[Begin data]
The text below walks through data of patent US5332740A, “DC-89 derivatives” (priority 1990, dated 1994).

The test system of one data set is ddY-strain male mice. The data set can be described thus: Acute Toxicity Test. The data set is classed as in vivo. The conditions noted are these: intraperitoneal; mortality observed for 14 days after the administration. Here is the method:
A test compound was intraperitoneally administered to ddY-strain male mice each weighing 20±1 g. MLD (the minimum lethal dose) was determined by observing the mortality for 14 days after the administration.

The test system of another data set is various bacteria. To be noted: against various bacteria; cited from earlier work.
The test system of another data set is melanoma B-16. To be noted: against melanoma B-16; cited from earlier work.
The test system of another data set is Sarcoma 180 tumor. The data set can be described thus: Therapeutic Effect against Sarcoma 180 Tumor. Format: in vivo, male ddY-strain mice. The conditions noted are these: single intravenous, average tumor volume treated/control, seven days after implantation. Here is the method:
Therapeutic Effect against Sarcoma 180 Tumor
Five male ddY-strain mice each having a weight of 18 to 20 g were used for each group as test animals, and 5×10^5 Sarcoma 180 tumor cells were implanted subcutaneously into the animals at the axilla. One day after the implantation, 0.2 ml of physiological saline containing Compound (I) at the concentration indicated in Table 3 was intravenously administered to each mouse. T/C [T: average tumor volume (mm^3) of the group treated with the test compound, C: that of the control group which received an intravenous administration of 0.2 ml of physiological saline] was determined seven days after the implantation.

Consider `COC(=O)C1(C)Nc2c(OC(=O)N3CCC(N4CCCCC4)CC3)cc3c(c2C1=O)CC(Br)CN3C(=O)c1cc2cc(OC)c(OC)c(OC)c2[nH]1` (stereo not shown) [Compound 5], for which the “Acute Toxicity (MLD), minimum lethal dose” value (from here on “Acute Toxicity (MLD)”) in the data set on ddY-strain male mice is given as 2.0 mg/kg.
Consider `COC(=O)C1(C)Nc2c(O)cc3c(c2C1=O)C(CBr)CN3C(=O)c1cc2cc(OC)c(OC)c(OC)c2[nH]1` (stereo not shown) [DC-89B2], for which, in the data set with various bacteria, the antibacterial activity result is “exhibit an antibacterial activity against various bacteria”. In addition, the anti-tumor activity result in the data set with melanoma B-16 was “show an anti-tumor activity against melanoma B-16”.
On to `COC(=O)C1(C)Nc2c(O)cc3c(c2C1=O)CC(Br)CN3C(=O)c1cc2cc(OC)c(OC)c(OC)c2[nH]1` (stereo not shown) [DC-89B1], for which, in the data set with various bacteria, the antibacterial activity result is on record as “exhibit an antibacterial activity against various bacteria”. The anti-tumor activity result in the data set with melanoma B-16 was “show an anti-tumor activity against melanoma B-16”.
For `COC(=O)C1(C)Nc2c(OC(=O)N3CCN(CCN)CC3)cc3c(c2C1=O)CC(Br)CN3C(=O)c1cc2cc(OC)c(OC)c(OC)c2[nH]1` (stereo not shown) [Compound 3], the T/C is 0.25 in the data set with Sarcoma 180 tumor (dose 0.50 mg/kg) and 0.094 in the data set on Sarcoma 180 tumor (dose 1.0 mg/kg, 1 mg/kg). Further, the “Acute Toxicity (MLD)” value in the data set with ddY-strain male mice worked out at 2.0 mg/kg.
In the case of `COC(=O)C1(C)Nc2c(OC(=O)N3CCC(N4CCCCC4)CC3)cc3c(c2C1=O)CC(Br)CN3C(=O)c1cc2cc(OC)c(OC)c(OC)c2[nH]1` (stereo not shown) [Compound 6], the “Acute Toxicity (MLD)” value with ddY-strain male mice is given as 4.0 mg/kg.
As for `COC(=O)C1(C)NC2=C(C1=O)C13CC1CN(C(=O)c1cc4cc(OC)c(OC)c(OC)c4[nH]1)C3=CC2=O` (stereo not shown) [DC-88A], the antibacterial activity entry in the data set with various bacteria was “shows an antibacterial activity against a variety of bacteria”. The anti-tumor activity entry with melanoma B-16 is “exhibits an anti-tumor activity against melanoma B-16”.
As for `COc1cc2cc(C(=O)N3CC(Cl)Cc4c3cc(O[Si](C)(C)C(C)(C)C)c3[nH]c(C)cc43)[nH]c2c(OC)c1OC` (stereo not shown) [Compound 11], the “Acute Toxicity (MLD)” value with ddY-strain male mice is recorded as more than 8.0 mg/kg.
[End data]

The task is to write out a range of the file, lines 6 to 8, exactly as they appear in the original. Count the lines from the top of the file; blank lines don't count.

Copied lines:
The test system of another data set is Sarcoma 180 tumor. The data set can be described thus: Therapeutic Effect against Sarcoma 180 Tumor. Format: in vivo, male ddY-strain mice. The conditions noted are these: single intravenous, average tumor volume treated/control, seven days after implantation. Here is the method:
Therapeutic Effect against Sarcoma 180 Tumor
Five male ddY-strain mice each having a weight of 18 to 20 g were used for each group as test animals, and 5×10^5 Sarcoma 180 tumor cells were implanted subcutaneously into the animals at the axilla. One day after the implantation, 0.2 ml of physiological saline containing Compound (I) at the concentration indicated in Table 3 was intravenously administered to each mouse. T/C [T: average tumor volume (mm^3) of the group treated with the test compound, C: that of the control group which received an intravenous administration of 0.2 ml of physiological saline] was determined seven days after the implantation.